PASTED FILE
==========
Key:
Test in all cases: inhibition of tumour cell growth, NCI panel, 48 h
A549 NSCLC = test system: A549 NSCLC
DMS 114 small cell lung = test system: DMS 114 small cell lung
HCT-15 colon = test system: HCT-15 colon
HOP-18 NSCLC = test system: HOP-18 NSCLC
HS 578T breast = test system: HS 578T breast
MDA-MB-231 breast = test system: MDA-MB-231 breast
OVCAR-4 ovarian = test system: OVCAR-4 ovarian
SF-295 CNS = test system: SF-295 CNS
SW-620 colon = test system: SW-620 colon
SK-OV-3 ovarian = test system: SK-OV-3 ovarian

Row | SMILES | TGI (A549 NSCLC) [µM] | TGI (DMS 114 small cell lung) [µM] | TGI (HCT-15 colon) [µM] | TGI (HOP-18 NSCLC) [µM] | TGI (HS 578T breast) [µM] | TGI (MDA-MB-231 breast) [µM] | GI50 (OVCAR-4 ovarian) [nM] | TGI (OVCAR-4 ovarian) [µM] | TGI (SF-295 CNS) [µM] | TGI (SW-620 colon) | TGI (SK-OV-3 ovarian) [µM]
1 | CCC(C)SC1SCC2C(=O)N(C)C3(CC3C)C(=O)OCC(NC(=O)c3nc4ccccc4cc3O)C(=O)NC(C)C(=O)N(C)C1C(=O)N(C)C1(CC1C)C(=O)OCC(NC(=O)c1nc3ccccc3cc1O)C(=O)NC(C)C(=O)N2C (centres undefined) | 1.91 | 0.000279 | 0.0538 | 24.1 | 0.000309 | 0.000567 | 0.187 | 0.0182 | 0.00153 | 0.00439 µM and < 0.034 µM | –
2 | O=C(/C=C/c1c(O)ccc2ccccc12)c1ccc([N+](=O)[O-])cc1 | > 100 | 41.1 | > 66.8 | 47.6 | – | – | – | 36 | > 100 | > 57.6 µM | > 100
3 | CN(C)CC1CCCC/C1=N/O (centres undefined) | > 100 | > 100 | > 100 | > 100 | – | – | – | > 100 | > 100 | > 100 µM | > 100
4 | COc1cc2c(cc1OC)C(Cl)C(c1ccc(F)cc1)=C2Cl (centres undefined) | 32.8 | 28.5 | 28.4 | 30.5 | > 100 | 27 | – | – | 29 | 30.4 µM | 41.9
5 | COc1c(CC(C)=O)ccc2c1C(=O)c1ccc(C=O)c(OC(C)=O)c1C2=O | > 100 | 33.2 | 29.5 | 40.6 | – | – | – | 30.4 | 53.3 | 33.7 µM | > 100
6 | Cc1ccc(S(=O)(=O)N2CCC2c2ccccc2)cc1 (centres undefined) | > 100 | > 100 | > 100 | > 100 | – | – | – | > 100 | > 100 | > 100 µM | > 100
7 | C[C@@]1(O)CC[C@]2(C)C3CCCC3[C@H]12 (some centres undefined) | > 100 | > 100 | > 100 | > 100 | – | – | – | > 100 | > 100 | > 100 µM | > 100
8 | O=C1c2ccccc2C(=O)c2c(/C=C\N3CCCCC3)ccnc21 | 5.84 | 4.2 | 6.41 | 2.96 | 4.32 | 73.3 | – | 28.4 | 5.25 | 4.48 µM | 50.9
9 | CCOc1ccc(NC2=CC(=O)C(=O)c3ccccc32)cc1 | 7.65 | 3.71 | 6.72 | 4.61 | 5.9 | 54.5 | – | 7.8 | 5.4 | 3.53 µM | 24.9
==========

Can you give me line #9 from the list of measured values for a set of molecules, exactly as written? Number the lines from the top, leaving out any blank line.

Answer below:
OVCAR-4 ovarian = test system: OVCAR-4 ovarian